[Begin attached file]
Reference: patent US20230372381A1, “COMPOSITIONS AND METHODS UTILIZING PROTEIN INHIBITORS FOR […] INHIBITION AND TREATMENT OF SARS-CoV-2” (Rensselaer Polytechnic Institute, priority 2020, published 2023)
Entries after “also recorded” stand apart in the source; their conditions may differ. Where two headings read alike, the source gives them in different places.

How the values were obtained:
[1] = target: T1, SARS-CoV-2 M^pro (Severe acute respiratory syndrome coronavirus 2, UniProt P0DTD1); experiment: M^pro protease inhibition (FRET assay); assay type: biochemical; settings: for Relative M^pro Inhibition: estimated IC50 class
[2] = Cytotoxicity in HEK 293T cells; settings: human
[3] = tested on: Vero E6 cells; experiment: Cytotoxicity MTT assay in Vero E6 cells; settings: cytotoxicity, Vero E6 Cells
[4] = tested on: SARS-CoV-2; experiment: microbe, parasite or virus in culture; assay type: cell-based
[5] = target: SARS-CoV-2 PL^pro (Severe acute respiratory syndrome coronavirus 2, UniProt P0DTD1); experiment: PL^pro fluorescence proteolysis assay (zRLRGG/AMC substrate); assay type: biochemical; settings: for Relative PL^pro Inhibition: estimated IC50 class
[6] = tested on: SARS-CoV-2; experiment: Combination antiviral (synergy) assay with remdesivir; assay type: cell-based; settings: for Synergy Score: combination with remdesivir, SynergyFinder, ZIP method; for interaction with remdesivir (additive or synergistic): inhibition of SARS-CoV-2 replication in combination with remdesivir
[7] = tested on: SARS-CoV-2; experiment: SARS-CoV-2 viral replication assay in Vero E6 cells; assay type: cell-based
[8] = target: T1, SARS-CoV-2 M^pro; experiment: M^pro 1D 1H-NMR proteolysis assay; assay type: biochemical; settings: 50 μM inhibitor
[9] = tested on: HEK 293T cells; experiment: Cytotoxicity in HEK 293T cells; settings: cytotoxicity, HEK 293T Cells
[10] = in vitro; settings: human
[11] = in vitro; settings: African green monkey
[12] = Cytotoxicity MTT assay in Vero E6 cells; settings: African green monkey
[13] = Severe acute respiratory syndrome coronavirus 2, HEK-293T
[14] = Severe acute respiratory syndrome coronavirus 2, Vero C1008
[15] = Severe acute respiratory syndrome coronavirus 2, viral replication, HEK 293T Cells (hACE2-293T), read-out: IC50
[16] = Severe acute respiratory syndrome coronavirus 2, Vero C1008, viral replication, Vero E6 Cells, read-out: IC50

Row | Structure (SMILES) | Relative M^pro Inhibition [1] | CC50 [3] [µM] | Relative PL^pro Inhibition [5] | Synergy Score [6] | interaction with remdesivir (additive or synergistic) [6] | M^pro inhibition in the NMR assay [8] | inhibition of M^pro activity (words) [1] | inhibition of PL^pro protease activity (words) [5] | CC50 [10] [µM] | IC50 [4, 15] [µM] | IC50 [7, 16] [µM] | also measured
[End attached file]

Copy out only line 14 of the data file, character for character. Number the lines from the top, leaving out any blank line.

[11] = in vitro; settings: African green monkey